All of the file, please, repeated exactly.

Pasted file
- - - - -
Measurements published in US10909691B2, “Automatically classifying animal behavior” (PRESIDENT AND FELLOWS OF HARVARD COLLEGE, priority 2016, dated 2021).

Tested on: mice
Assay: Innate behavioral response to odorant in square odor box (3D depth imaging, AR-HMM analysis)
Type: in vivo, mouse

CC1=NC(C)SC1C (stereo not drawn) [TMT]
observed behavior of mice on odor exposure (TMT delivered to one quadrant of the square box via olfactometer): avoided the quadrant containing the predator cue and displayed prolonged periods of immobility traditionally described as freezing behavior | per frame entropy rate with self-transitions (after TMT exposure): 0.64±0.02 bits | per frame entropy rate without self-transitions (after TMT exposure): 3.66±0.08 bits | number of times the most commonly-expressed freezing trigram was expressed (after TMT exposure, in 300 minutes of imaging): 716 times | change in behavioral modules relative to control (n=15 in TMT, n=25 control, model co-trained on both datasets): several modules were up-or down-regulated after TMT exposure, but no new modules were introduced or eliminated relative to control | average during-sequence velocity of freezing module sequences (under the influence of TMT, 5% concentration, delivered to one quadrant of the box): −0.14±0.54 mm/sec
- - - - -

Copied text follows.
Measurements published in US10909691B2, “Automatically classifying animal behavior” (PRESIDENT AND FELLOWS OF HARVARD COLLEGE, priority 2016, dated 2021).

Tested on: mice
Assay: Innate behavioral response to odorant in square odor box (3D depth imaging, AR-HMM analysis)
Type: in vivo, mouse

CC1=NC(C)SC1C (stereo not drawn) [TMT]
observed behavior of mice on odor exposure (TMT delivered to one quadrant of the square box via olfactometer): avoided the quadrant containing the predator cue and displayed prolonged periods of immobility traditionally described as freezing behavior | per frame entropy rate with self-transitions (after TMT exposure): 0.64±0.02 bits | per frame entropy rate without self-transitions (after TMT exposure): 3.66±0.08 bits | number of times the most commonly-expressed freezing trigram was expressed (after TMT exposure, in 300 minutes of imaging): 716 times | change in behavioral modules relative to control (n=15 in TMT, n=25 control, model co-trained on both datasets): several modules were up-or down-regulated after TMT exposure, but no new modules were introduced or eliminated relative to control | average during-sequence velocity of freezing module sequences (under the influence of TMT, 5% concentration, delivered to one quadrant of the box): −0.14±0.54 mm/sec